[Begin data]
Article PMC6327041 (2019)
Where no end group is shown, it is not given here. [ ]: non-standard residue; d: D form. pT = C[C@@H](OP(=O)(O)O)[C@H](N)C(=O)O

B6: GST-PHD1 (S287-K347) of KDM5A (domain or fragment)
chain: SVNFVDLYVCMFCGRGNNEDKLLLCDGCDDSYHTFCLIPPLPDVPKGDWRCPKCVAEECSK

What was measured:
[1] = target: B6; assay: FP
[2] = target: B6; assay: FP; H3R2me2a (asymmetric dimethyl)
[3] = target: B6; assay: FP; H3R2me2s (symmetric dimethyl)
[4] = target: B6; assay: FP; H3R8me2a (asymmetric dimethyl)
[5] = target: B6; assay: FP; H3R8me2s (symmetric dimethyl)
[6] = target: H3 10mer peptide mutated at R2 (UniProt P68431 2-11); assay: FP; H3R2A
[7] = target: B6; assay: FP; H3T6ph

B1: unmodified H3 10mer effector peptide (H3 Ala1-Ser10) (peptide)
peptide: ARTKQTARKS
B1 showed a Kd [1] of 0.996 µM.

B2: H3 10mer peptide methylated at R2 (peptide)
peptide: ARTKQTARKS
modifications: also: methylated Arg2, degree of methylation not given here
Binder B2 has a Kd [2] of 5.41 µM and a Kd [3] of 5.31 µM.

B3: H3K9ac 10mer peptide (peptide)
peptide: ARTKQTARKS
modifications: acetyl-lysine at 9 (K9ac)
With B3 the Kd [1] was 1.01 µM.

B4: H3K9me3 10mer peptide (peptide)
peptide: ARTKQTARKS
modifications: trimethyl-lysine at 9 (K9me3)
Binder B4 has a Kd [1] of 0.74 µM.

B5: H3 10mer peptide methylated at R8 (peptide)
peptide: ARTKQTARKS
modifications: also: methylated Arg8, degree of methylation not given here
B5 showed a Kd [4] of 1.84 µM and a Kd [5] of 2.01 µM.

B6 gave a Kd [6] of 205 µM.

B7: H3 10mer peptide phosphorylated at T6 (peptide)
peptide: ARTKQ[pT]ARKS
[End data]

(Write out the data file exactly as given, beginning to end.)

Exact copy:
Article PMC6327041 (2019)
Where no end group is shown, it is not given here. [ ]: non-standard residue; d: D form. pT = C[C@@H](OP(=O)(O)O)[C@H](N)C(=O)O

B6: GST-PHD1 (S287-K347) of KDM5A (domain or fragment)
chain: SVNFVDLYVCMFCGRGNNEDKLLLCDGCDDSYHTFCLIPPLPDVPKGDWRCPKCVAEECSK

What was measured:
[1] = target: B6; assay: FP
[2] = target: B6; assay: FP; H3R2me2a (asymmetric dimethyl)
[3] = target: B6; assay: FP; H3R2me2s (symmetric dimethyl)
[4] = target: B6; assay: FP; H3R8me2a (asymmetric dimethyl)
[5] = target: B6; assay: FP; H3R8me2s (symmetric dimethyl)
[6] = target: H3 10mer peptide mutated at R2 (UniProt P68431 2-11); assay: FP; H3R2A
[7] = target: B6; assay: FP; H3T6ph

B1: unmodified H3 10mer effector peptide (H3 Ala1-Ser10) (peptide)
peptide: ARTKQTARKS
B1 showed a Kd [1] of 0.996 µM.

B2: H3 10mer peptide methylated at R2 (peptide)
peptide: ARTKQTARKS
modifications: also: methylated Arg2, degree of methylation not given here
Binder B2 has a Kd [2] of 5.41 µM and a Kd [3] of 5.31 µM.

B3: H3K9ac 10mer peptide (peptide)
peptide: ARTKQTARKS
modifications: acetyl-lysine at 9 (K9ac)
With B3 the Kd [1] was 1.01 µM.

B4: H3K9me3 10mer peptide (peptide)
peptide: ARTKQTARKS
modifications: trimethyl-lysine at 9 (K9me3)
Binder B4 has a Kd [1] of 0.74 µM.

B5: H3 10mer peptide methylated at R8 (peptide)
peptide: ARTKQTARKS
modifications: also: methylated Arg8, degree of methylation not given here
B5 showed a Kd [4] of 1.84 µM and a Kd [5] of 2.01 µM.

B6 gave a Kd [6] of 205 µM.

B7: H3 10mer peptide phosphorylated at T6 (peptide)
peptide: ARTKQ[pT]ARKS